The Bombay High Court on Thursday asked the Brihanmumbai Municipal Commissioner (BMC) chief Iqbal Chahal and Public Works Department (PWD) Secretary to come to HC next week with a road map to repair 20 “most bad” roads under their jurisdiction in the city and a time plan to fix the same.
A division bench of Chief Justice Dipankar Datta and Justice Madhav Jamdar asked the BMC counsel and government pleader to ask the BMC Commissioner and PWD secretary respectively to get a survey done by their officers on which are 20 “most bad” roads in the city under their jurisdiction.
“Ask Mr Chahal when he can come to court. When he (Chahal) comes, tell him that he has to get a survey done of the 20 most bad roads in the city. And he has to give a road map by which date he will issue tender to get the roads fixed and by when will the work be completed,” CJ Datta told BMC counsel Anil Sakhare.
The court then asked the government pleader to inform the same to PWD Secretary.
The oral direction was given while hearing a contempt petition filed by advocate Ruju Thakker regarding the wilful non-compliance by municipal corporations of the 2019 HC judgement in a suo motu PIL on fixing roads.
The court said they are not passing any order to the effect but asking the senior officers to come and help find a solution to the issue.
“Now the monsoon has gone. So that can’t be an issue,” said CJ Datta. During earlier hearings, authorities had cited monsoon as an impediment to repair roads.
Citing his personal example, CJ said: “When I came to Mumbai in 2020, I felt the roads here were much better than in Calcutta. Things have changed so much in the last two years.” Referring to the Narayan Dabholkar Road at Malabar Hill, where the CJ’s residence is situated, he said: “So many VIPs are staying there. Go there and find out the condition (of roads). If I say the (BMC) commissioner must do the repairs (of the road) before my residence. Just like all citizens, you must also treat me.”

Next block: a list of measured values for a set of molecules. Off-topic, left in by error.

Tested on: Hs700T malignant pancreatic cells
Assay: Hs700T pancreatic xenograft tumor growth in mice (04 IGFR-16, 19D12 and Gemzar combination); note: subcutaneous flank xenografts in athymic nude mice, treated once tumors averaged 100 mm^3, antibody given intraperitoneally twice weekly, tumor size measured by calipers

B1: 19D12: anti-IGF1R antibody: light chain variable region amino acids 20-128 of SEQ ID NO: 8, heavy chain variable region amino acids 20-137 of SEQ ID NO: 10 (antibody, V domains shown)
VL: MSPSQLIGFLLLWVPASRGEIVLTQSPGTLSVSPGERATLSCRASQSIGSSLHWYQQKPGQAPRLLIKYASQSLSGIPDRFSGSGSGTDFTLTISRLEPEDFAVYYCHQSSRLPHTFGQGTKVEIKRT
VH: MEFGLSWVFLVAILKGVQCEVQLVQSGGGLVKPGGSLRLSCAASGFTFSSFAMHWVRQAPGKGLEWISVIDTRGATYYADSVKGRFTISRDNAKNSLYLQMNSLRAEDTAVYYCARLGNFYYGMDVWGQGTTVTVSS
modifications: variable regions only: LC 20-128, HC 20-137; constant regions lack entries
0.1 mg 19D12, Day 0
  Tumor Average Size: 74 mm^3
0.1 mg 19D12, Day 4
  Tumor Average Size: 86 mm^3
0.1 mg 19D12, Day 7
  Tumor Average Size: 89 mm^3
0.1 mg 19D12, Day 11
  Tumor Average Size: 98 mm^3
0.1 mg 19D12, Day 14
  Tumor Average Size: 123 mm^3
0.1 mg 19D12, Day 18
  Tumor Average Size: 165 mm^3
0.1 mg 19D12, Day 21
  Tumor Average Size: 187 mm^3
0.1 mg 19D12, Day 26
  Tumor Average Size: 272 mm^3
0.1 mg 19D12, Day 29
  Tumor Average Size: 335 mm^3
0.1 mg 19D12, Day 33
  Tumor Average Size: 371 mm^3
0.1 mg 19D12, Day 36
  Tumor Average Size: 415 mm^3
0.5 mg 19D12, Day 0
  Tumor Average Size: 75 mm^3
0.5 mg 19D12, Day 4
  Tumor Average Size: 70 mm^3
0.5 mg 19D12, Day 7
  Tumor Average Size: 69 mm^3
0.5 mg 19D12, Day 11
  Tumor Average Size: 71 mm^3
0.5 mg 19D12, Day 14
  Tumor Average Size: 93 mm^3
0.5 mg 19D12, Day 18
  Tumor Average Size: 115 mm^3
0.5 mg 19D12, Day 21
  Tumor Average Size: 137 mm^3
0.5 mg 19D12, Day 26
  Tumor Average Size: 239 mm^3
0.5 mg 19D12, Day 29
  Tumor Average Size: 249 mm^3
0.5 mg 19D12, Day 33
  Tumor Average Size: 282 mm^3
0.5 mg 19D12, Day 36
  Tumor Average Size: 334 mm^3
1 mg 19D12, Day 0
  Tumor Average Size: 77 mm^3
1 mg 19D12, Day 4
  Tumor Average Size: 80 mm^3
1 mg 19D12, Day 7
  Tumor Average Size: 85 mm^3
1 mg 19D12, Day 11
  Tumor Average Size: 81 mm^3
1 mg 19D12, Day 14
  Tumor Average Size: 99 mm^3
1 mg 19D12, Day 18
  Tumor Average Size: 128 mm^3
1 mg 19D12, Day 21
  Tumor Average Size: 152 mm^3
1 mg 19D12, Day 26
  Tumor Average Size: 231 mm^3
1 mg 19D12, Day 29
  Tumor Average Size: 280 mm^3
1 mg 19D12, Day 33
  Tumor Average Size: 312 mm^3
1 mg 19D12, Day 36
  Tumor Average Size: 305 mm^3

“BMC is one of the richest corporations, more than some governments in the country. When you have money, use it for public good,” he added.
Reading from the 2018 judgement, Thakker said that nothing has changed in the four years. She showed a photograph of a big pothole on SCLR which was published in a newspaper on Wednesday.
Looking at the photograph, CJ remarked: “There is a big crater in the middle of the road. Other part of the road looks like a carpet. Only one big crater. This is bad workmanship.
Why should the contractor not be pulled up?”
Thakker even pointed out that the BMC sanctions Rs 2 crore per year per ward for road works. “Why should the citizens not get the benefit of good roads? They are left at the mercy of BMC.”
When amicus curiae (friend of court) Jamshed Mistry gave a note of suggestions, citing an order of the Kerala HC, CJ said: “If we had a magic wand by which we could eradicate greed, all of this wouldn’t happen. Unfortunately, it is so ingrained in society that we have to live with it.”